Clonidine administration in perioperative settings is safe and serious complications are very rare. In clinically relevant doses, preoperative use of clonidine is not associated with a risk of respiratory depression, which may be of particular importance in patients undergoing procedures on upper airways [6]. Also because clonidine stimulates not only the alpha 2 receptor but alpha 1 receptors as well, it does not inhibit the baroreceptor reflex, but only reduces its sensitivity, which prevents the significant decrease in blood pressure [6]. This is of particular importance in same day surgery patients as postoperative hypotension may delay discharge.
Our results confirmed the beneficial effect of clonidine on attenuation of hemodynamic response associated with laryngoscopy and endotracheal intubation [23]. As previously described, hypertension, tachycardia and in some cases cardiac arrhythmias are driven by sudden increase of plasma adrenaline and noradrenaline concentration in response to the manipulation of the airways [24,25,26]. Interestingly 5 patients in the midazolam group (vs. none in clonidine group) required administration of an additional agent (urapidil) to treat intraoperative hypertension, this suggests that premedication with clonidine provides much better control of the hemodynamic response to the stress of surgery intraoperatively.
Consistently with other studies we did not demonstrate any difference in degree of anxiolysis [19] or the level of sedation based on RSS [27] provided by premedication doses of clonidine and midazolam.
Postoperative pain was lower in patients who received clonidine premedication. This finding is in agreement with previous studies showing that patients undergoing abdominal hysterectomy treated with clonidine reported less pain in the postoperative period [28].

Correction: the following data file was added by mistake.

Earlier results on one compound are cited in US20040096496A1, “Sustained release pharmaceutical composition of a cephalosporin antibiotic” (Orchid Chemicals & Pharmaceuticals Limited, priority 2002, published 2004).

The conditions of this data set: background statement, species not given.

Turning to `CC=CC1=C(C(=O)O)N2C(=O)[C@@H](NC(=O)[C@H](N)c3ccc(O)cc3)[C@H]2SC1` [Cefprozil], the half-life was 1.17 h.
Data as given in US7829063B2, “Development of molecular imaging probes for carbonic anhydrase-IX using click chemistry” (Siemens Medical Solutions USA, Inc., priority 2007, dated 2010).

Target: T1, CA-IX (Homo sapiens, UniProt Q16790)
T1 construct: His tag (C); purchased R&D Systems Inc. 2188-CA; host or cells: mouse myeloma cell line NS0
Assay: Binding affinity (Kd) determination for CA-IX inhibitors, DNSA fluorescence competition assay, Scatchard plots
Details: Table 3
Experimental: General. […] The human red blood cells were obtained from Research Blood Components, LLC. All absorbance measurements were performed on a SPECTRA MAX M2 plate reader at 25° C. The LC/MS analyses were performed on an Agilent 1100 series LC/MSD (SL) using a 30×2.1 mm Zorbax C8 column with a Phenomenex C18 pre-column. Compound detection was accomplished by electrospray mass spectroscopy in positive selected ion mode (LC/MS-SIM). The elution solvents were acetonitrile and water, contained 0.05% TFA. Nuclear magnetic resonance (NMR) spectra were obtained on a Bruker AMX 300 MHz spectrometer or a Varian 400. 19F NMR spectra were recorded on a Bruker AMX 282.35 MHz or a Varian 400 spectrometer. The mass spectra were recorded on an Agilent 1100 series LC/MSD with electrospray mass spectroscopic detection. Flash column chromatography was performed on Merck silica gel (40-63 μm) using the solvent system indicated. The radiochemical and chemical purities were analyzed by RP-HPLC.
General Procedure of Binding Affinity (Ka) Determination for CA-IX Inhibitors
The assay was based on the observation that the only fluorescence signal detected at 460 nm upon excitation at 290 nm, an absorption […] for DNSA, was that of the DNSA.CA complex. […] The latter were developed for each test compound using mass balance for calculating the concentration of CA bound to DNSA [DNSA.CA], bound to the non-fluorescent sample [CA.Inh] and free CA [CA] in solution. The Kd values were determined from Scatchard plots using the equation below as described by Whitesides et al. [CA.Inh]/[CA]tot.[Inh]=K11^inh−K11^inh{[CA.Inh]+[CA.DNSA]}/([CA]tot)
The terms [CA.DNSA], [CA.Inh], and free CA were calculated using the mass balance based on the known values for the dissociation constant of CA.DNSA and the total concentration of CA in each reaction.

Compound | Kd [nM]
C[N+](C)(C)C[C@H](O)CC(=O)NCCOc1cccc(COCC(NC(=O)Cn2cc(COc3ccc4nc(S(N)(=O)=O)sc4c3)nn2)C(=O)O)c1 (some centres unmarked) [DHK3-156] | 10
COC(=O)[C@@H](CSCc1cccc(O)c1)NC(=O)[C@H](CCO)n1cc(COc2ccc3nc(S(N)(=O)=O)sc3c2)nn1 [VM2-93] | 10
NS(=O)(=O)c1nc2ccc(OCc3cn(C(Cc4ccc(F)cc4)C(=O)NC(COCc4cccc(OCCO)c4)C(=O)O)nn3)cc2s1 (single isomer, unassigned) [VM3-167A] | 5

Postoperative shivering may complicate postoperative recovery after general anesthesia in as many as 5%-65% of patients [1]. Clonidine has been demonstrated to reduce the incidence of shivering significantly, however in our study we were not able to confirm that. This could be related to the fact that five patients in the midazolam premedication group received intraoperatively urapidil (to control hypertension), which by itself reduces shivering.
One of the limitations of this study is that we evaluated the effect of clonidine premedication in ASA I and II patients only, excluding patients with significant comorbidities. However presented results may be considered a pilot for the future investigation evaluating outcomes in patients with advanced coexisting diseases undergoing sinus surgery for whom, better hemodynamic profile provided by clonidine premedication may be more important. Based on the results of this investigation premedication with clonidine may be an attractive alternative for standard midazolam premedication before ESS.
In conclusion, premedication with clonidine provides better attenuation of hemodynamic responses and reduction of intraoperative remifentanil requirements in patients undergoing ESS. Postoperative pain seems to be better controlled after clonidine premedication as well.


The authors would like to thank the patients for taking part in this study.


No potential conflict of interest relevant to this article was reported.


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Fig. 1
Comparison of premedication choice (clonidine vs. midazolam) on hemodynamic parameters during procedure. Heart rate (HR), systolic blood pressure (SAP), diastolic blood pressure (DAP), mean arterial pressure (MAP) in admission to the operating room (SAP1, DAP1, MAP1, HR1), after induction of anesthesia (SAP2, DAP2, MAP2, HR2) during endotracheal intubation (SAP3, DAP3, MAP3, HR3) and extubation (SAP4, DAP4, MAP4, HR4).
Table 1
Comparison of perioperative characteristic between clonidine and midazolam premedication groups

Values are presented as mean±SD.

BMI, body mass index; ASA, American Society of Anesthesiologists.

*Student t-test. χ2-test.

Table 2
Comparison of premedication choice (clonidine vs. midazolam) on anesthetic requirement and postoperative shivering

Values are presented as mean±SD or number (%).

*Mann-Whitney U-test. Student t-test. Fisher exact test.

Table 3
Comparison of premedication choice (clonidine vs. midazolam)

Values are presented as median (min-max).

RSS, Ramsay sedation score; VAS-A, visual analogue scale for anxiety; VAS-P, visual analogue scale for pain.

*Mann-Whitney U-test. Anxiety level prior to administration of premedication. Anxiety level after transfer to the operating room but before induction of general anesthesia.